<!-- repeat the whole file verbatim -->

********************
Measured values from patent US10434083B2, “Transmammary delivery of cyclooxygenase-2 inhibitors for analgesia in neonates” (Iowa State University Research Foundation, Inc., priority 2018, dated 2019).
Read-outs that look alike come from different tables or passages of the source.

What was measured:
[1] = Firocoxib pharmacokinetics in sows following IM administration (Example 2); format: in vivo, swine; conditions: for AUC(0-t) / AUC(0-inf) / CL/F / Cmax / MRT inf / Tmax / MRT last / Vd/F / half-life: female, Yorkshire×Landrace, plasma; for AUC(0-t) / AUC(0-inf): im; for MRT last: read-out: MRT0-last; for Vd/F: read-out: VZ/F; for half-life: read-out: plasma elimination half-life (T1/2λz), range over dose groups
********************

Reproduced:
Measured values from patent US10434083B2, “Transmammary delivery of cyclooxygenase-2 inhibitors for analgesia in neonates” (Iowa State University Research Foundation, Inc., priority 2018, dated 2019).
Read-outs that look alike come from different tables or passages of the source.

What was measured:
[1] = Firocoxib pharmacokinetics in sows following IM administration (Example 2); format: in vivo, swine; conditions: for AUC(0-t) / AUC(0-inf) / CL/F / Cmax / MRT inf / Tmax / MRT last / Vd/F / half-life: female, Yorkshire×Landrace, plasma; for AUC(0-t) / AUC(0-inf): im; for MRT last: read-out: MRT0-last; for Vd/F: read-out: VZ/F; for half-life: read-out: plasma elimination half-life (T1/2λz), range over dose groups